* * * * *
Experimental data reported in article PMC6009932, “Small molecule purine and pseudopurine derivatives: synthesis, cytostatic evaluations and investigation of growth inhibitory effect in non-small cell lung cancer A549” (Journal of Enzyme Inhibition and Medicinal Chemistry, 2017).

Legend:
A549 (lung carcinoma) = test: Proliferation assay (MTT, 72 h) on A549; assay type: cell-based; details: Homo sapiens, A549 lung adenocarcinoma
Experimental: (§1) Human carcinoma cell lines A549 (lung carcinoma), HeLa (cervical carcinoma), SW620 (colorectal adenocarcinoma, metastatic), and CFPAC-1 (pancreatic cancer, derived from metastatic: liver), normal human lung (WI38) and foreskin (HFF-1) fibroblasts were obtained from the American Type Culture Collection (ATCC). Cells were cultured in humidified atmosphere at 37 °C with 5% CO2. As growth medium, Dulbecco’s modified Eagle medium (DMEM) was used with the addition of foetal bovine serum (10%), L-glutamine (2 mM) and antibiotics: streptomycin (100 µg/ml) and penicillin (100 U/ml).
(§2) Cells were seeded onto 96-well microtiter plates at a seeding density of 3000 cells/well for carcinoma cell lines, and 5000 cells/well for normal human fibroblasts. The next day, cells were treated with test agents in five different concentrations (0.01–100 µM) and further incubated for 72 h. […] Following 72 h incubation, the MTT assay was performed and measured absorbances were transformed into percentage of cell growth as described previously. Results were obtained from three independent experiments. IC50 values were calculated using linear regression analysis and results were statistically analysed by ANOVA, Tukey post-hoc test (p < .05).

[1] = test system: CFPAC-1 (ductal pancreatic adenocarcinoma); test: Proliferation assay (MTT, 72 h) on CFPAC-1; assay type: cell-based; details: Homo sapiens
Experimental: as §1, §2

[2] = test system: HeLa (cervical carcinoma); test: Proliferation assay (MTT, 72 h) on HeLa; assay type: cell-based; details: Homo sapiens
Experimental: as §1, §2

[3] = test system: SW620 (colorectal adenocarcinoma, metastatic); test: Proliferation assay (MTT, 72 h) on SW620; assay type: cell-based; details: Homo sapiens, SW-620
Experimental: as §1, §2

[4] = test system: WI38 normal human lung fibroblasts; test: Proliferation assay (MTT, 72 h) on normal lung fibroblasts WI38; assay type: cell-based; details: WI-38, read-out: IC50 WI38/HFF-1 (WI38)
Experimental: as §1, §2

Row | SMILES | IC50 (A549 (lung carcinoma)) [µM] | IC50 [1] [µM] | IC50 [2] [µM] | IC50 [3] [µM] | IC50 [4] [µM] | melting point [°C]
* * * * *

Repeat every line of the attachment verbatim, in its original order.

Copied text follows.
Experimental data reported in article PMC6009932, “Small molecule purine and pseudopurine derivatives: synthesis, cytostatic evaluations and investigation of growth inhibitory effect in non-small cell lung cancer A549” (Journal of Enzyme Inhibition and Medicinal Chemistry, 2017).

Legend:
A549 (lung carcinoma) = test: Proliferation assay (MTT, 72 h) on A549; assay type: cell-based; details: Homo sapiens, A549 lung adenocarcinoma
Experimental: (§1) Human carcinoma cell lines A549 (lung carcinoma), HeLa (cervical carcinoma), SW620 (colorectal adenocarcinoma, metastatic), and CFPAC-1 (pancreatic cancer, derived from metastatic: liver), normal human lung (WI38) and foreskin (HFF-1) fibroblasts were obtained from the American Type Culture Collection (ATCC). Cells were cultured in humidified atmosphere at 37 °C with 5% CO2. As growth medium, Dulbecco’s modified Eagle medium (DMEM) was used with the addition of foetal bovine serum (10%), L-glutamine (2 mM) and antibiotics: streptomycin (100 µg/ml) and penicillin (100 U/ml).
(§2) Cells were seeded onto 96-well microtiter plates at a seeding density of 3000 cells/well for carcinoma cell lines, and 5000 cells/well for normal human fibroblasts. The next day, cells were treated with test agents in five different concentrations (0.01–100 µM) and further incubated for 72 h. […] Following 72 h incubation, the MTT assay was performed and measured absorbances were transformed into percentage of cell growth as described previously. Results were obtained from three independent experiments. IC50 values were calculated using linear regression analysis and results were statistically analysed by ANOVA, Tukey post-hoc test (p < .05).

[1] = test system: CFPAC-1 (ductal pancreatic adenocarcinoma); test: Proliferation assay (MTT, 72 h) on CFPAC-1; assay type: cell-based; details: Homo sapiens
Experimental: as §1, §2

[2] = test system: HeLa (cervical carcinoma); test: Proliferation assay (MTT, 72 h) on HeLa; assay type: cell-based; details: Homo sapiens
Experimental: as §1, §2

[3] = test system: SW620 (colorectal adenocarcinoma, metastatic); test: Proliferation assay (MTT, 72 h) on SW620; assay type: cell-based; details: Homo sapiens, SW-620
Experimental: as §1, §2

[4] = test system: WI38 normal human lung fibroblasts; test: Proliferation assay (MTT, 72 h) on normal lung fibroblasts WI38; assay type: cell-based; details: WI-38, read-out: IC50 WI38/HFF-1 (WI38)
Experimental: as §1, §2

Row | SMILES | IC50 (A549 (lung carcinoma)) [µM] | IC50 [1] [µM] | IC50 [2] [µM] | IC50 [3] [µM] | IC50 [4] [µM] | melting point [°C]